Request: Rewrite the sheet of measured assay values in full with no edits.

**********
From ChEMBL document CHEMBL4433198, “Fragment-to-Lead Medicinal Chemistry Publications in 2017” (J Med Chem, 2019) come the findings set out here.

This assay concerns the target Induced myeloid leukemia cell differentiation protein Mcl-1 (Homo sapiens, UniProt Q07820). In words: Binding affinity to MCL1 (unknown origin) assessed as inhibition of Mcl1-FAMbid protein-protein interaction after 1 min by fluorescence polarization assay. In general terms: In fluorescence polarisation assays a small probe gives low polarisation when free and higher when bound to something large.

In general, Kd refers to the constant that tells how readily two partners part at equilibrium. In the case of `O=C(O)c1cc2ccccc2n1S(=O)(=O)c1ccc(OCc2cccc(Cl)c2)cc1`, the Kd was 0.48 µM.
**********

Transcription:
From ChEMBL document CHEMBL4433198, “Fragment-to-Lead Medicinal Chemistry Publications in 2017” (J Med Chem, 2019) come the findings set out here.

This assay concerns the target Induced myeloid leukemia cell differentiation protein Mcl-1 (Homo sapiens, UniProt Q07820). In words: Binding affinity to MCL1 (unknown origin) assessed as inhibition of Mcl1-FAMbid protein-protein interaction after 1 min by fluorescence polarization assay. In general terms: In fluorescence polarisation assays a small probe gives low polarisation when free and higher when bound to something large.

In general, Kd refers to the constant that tells how readily two partners part at equilibrium. In the case of `O=C(O)c1cc2ccccc2n1S(=O)(=O)c1ccc(OCc2cccc(Cl)c2)cc1`, the Kd was 0.48 µM.